Pricing Principle #1: Price is relative
If I ask you, is a thousand dollars a lot of money? That's a relative question. It may be a lot of money for a Starbucks pumpkin spice latte or a wreath for your front porch. But for a brand new car or your dream vacation, it's not at all. It's a steal. The perceived value of a car or vacation is different from a latte or wreath. So it's super relative.
And in addition, what's expensive for one person may not be for another. If you can effectively convey the value of your web design service to that person, and they recognize that value, then it's not too expensive for them. When someone claims something is too expensive, what they really mean is that they don't see the value in it for themselves. We need to remember that when setting our pricing as a designer.
I've had friends in the past say that something I wanted to buy was too expensive for them. However, that doesn't mean it would be too expensive for someone else (like me sometimes!). There is a market for anything at any price point. It's important to remember that you don't need everyone to view what you do as valuable. You just need your ideal clients to see the value in what you offer and not consider it to be too costly.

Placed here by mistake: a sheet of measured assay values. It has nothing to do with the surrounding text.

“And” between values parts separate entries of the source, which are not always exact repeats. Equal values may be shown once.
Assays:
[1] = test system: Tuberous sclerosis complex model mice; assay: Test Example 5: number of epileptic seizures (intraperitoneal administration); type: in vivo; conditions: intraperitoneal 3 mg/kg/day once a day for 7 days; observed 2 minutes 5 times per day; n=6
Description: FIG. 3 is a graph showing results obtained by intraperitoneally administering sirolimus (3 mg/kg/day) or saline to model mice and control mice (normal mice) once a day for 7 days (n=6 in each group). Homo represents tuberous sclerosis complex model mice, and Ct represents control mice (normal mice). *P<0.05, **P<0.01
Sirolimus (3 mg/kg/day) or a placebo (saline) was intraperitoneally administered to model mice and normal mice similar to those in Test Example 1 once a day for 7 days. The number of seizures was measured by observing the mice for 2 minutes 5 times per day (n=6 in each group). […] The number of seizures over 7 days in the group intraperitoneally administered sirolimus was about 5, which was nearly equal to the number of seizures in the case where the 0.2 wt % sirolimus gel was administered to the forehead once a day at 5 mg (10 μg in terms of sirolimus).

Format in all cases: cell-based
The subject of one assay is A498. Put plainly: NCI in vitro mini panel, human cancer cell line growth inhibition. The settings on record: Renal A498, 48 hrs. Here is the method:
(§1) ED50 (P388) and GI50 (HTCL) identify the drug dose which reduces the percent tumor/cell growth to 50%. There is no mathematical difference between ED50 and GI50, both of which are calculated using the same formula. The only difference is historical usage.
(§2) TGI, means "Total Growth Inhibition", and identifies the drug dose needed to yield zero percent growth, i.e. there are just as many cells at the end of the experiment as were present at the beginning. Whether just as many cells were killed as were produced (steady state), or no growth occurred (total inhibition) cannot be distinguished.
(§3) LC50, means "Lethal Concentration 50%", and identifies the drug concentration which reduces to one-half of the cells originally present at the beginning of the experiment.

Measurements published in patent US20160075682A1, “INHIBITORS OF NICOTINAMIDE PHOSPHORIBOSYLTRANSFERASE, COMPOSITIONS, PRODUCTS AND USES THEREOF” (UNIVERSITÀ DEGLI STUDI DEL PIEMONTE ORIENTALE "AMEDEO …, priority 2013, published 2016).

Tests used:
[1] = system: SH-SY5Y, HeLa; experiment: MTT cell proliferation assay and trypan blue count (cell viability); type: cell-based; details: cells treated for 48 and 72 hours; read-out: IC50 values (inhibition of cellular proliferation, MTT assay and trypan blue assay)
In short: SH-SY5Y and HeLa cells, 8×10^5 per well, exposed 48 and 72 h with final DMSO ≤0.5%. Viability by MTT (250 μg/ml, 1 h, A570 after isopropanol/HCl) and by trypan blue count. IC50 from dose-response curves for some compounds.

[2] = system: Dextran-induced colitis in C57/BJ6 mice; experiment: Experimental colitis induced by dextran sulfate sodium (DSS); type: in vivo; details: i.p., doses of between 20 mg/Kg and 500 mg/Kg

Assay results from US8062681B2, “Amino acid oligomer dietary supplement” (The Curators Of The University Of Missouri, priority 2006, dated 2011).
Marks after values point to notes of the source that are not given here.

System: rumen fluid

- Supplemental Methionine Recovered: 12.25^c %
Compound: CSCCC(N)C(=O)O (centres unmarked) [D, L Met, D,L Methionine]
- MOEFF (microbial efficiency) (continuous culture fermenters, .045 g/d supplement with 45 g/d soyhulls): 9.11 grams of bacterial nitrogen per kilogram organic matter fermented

A few Black Fridays ago, I received an email from a random guy on my email list who clearly wasn't an ideal customer. He complained that my templates were too expensive and that he was offended to be receiving my emails. Honestly, looking back it feels kind of funny. Yeah, it probably is too expensive for him. He's not the ideal client, but that's okay. It was a good reminder that "expensive" means different things to different people, and I don't need everyone to see it..
There is no “right” price
There is no one right price that every show website or template customization or template should cost. It all depends on who your target audience is and what you're offering. While it's helpful to ask other designers about their pricing, ultimately, what they're doing doesn't matter if you're not serving the same people. Your style and approach will be different. So, there is no one right price, and designers are needed at every level to serve every client. There are people ready to pay for both expensive and inexpensive options in every category.
Pricing Principle #2: People have to be willing to pay your price or you won’t have clients
What makes someone willing to pay your price? Perceived value.
What motivates someone to pay for your services is perceiving the value they receive. If they don't find the value matching the price, they won't be willing to pay. If people aren't willing to pay your price, you won't have clients. It's your responsibility to effectively communicate the value of your design services; it can't be expected that customers will automatically recognize it.